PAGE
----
The popular name for a 1986 murder that launched both the "rough sex" defense and trash TV show Current Affair. It was called "the preppy murder" because the accused Robert Chambers Jr. and his victim 21-year-old Jennifer Levin were both scions of Manhattan's social elite. As was the style in those days, they were both "preppy".

Jennifer Levin's body was found partially nude in Central Park. She had been strangled to death sometime after spending the night with her friends at a bar called "The Red Hand". The medical examiner reported the force used to strangulate Levin indicated a large, powerful man. Friends quickly fingered Chambers, who was not only one of the last people to be seen with her but he was a 6'4" tall solid hunka hunka young man.

When the police went to interview Chambers they found deep scratches on his face and hand. He claimed the scratches on his face were caused by his cat and the wounds on his hand were the result of an accident with a floor sander. Uh huh.

Although hundreds of people get murdered in New York every year, the media seized on this case because it was about a) sex b) young rich people acting badly and having sex c) Robert Chambers had movie star looks.

Chambers was quickly arrested. His defense was they were having rough sex in Central Park, sex that was not entirely consensual on the part of Chambers. He claimed she accidentally strangled herself while performing some odd flip maneuver while she had her blouse wrapped around her neck. Chambers claimed, further, he couldn't even have strangled her if he wanted to. She had bound his hands behind his back with her panties. Chamber's story was unable to explain the injuries to her neck and chest, however.

"She was having her way with me. Without my consent. With my hands tied behind my back..."

Before Chambers' murder trial, his defense used back channels to portray Levin as a worldly slut who'd easily, eagerly rape a man twice as powerful as her in a public park. Oddly the local media began to side with Chambers' side of the story, ignoring his past run ins with the law over stolen credit cards, break ins, and fencing stolen goods at area pawn shops. At one point he was admitted to a clinic when his heavy drinking and drug use became unmanageable. Chambers made a nearly fatal mistake, however.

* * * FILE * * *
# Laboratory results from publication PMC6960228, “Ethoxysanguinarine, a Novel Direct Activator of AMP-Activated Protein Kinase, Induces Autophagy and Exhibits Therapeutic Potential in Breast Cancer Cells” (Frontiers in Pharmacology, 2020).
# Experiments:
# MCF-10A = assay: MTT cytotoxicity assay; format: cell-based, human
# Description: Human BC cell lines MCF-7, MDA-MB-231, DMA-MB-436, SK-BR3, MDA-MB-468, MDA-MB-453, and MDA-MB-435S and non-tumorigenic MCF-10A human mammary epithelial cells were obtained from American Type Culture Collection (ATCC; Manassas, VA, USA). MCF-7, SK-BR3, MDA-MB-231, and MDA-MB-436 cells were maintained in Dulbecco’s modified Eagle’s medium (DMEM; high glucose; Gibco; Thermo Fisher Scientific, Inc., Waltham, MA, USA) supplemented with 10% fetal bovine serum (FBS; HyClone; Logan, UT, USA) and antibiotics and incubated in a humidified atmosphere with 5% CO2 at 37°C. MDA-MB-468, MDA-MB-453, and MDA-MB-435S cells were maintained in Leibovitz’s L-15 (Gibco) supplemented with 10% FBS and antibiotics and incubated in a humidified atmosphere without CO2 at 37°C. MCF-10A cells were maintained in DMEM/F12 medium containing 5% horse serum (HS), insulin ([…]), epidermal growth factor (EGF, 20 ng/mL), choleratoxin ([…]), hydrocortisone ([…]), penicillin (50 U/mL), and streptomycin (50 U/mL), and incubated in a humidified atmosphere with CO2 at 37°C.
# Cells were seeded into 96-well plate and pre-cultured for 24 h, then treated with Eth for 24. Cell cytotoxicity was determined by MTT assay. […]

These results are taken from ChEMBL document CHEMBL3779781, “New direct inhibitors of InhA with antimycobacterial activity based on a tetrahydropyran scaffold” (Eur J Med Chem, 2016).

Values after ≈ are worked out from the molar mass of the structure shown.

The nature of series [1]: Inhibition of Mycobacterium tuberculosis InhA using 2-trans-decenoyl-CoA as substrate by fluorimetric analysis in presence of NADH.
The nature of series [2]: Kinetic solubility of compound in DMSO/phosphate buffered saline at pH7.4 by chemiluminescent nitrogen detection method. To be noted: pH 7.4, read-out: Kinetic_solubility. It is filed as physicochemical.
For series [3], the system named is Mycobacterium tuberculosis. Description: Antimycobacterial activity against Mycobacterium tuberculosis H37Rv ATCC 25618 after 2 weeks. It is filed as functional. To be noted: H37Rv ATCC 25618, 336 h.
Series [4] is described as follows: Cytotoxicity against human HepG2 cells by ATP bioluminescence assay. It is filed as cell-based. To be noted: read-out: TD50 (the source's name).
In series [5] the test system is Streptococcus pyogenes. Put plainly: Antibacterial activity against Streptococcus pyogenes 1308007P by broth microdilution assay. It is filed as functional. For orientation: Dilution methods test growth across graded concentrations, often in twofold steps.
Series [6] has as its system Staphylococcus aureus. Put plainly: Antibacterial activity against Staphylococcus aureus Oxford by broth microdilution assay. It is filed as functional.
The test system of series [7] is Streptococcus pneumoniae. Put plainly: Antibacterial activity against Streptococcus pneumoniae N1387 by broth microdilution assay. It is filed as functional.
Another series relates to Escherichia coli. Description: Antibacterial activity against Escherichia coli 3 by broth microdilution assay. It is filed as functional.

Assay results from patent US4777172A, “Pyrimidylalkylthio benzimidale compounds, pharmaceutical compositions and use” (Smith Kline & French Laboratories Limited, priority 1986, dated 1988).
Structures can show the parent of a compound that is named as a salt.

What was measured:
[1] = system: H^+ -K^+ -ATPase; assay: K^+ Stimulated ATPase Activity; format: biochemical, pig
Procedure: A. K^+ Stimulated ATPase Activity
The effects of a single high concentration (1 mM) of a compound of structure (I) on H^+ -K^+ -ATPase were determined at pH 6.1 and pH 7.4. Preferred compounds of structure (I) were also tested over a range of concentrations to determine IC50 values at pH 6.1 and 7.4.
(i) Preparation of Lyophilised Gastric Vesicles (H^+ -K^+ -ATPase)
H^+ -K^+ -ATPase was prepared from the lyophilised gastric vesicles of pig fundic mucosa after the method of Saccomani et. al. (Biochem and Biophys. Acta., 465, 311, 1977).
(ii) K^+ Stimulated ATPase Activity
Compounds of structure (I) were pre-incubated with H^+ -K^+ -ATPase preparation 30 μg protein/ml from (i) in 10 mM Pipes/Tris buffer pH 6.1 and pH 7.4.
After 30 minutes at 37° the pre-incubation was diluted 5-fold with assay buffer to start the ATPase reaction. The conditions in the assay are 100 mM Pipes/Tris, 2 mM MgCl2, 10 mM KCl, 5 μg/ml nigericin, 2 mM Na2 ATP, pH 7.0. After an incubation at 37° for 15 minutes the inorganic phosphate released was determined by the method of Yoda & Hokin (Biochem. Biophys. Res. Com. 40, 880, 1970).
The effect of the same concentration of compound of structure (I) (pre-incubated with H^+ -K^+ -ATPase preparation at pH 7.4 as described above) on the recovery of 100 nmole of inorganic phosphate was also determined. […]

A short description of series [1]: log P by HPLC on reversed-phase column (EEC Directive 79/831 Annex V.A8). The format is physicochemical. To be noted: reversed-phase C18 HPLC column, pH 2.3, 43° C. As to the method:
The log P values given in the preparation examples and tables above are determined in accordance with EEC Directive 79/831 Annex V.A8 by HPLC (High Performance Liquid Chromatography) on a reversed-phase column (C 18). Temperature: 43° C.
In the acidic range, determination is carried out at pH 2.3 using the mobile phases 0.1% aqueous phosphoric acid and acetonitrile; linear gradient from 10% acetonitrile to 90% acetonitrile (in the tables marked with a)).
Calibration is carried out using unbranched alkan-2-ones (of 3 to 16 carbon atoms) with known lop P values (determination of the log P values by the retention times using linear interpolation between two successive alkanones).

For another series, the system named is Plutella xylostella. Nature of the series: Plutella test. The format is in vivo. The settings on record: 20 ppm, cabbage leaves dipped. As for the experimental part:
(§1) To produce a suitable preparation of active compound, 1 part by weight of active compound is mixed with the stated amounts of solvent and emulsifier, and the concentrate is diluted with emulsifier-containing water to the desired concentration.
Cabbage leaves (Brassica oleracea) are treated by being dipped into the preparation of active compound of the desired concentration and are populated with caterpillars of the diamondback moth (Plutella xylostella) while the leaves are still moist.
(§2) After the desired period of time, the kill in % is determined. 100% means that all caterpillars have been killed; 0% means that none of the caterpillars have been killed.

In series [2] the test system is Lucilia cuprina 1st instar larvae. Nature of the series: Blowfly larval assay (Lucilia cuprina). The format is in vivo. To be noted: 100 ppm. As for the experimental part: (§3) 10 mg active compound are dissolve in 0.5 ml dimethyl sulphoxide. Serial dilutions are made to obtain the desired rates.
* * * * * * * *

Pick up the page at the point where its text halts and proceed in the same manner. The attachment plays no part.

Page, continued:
If his good looks weren't enough to get him on several A-lists, his sudden celebrity and bad-assed image drove women wild. He was invited as the guest of honor to an all-girl-slumber party. Someone had a video camera and got Chambers to mug for the camera. Chambers put on a wig and mimicked Levin being strangled. He then picked up a Barbie doll and twisted its head off. "Oh. I think I killed her," he quipped to the running video camera.

The tape was aired on Current Affair. The show reportedly paid $10,000 to the enigmatic videographer. Up until then Current Affair was a trashier version of Entertainment Tonight. However its ratings skyrocketed when it showed the tape. Chambers unsympathetic mockery of Levin's death helped shift public opinion away from him. Previously he was a sympathetic victim, a young clean-cut man agonizing over the accidental death of a close woman friend, a man railroaded by a system that can't accept men can be raped by women. Now he seemed like a mindless party head who was nearly making a murder confession on tape. Stupid boy. More than a few people simply didn't like the fact they themselves never got invited to sexy coed panty parties.

Chambers trial nearly ended in a hung jury. It seesawed between a 8-4 vote for acquittal to a 9-3 vote for second degree murder. The prosecution and defense, sensing a hung jury and sensing a retrial would be too much for the city and the victim's family, got Chambers to agree to a plea bargain. He plead guilty to first-degree manslaughter with a sentence between 5 to 15 years. As of December 2002, Chambers was still in jail. He has not been a model prisoner. He has violated several prison rules and was found in possession of pot, which have added time to his sentence.

A TV movie based on the murder was made in 1989 called The Preppie Murder (note the different spelling of Preppy). It starred Billy Baldwin as Chambers. Levin was played by Lara Flynn Boyle.